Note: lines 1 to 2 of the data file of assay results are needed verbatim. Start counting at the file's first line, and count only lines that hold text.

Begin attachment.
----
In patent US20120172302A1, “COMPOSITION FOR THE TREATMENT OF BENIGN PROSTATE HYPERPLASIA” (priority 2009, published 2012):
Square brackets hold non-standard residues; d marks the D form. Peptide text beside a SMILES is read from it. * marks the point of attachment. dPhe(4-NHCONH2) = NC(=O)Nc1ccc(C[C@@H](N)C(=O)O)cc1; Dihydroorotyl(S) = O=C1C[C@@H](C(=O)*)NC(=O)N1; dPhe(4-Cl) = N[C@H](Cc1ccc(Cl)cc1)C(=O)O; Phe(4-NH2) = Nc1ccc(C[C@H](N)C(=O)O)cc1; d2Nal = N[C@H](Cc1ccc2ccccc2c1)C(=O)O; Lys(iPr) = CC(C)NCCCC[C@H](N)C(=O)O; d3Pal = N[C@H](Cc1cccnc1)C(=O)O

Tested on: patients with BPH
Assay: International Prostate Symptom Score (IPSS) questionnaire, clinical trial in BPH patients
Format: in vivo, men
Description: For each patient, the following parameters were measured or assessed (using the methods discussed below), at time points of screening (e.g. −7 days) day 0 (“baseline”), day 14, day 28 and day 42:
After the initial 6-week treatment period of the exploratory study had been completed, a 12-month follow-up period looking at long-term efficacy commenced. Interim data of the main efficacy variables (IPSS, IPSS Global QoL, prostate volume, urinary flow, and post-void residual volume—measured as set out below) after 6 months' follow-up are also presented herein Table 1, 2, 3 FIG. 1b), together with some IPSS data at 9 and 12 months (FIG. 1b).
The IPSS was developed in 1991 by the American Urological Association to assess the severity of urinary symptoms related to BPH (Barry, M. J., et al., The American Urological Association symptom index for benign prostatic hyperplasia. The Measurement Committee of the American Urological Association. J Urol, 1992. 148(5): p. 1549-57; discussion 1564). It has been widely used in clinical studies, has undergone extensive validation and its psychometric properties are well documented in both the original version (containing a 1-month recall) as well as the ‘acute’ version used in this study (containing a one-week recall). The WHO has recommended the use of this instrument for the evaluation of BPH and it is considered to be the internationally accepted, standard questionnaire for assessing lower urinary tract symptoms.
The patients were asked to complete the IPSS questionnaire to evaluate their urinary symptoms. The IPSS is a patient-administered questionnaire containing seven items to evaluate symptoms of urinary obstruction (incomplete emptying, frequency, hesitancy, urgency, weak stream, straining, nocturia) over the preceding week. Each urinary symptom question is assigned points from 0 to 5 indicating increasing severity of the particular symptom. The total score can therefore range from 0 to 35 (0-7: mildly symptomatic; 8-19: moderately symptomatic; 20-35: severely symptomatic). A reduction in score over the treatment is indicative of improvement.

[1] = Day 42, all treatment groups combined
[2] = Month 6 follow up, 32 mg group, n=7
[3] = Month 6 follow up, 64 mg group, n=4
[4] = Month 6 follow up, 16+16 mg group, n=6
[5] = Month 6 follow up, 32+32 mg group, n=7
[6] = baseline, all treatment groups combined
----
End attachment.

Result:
In patent US20120172302A1, “COMPOSITION FOR THE TREATMENT OF BENIGN PROSTATE HYPERPLASIA” (priority 2009, published 2012):
Square brackets hold non-standard residues; d marks the D form. Peptide text beside a SMILES is read from it. * marks the point of attachment. dPhe(4-NHCONH2) = NC(=O)Nc1ccc(C[C@@H](N)C(=O)O)cc1; Dihydroorotyl(S) = O=C1C[C@@H](C(=O)*)NC(=O)N1; dPhe(4-Cl) = N[C@H](Cc1ccc(Cl)cc1)C(=O)O; Phe(4-NH2) = Nc1ccc(C[C@H](N)C(=O)O)cc1; d2Nal = N[C@H](Cc1ccc2ccccc2c1)C(=O)O; Lys(iPr) = CC(C)NCCCC[C@H](N)C(=O)O; d3Pal = N[C@H](Cc1cccnc1)C(=O)O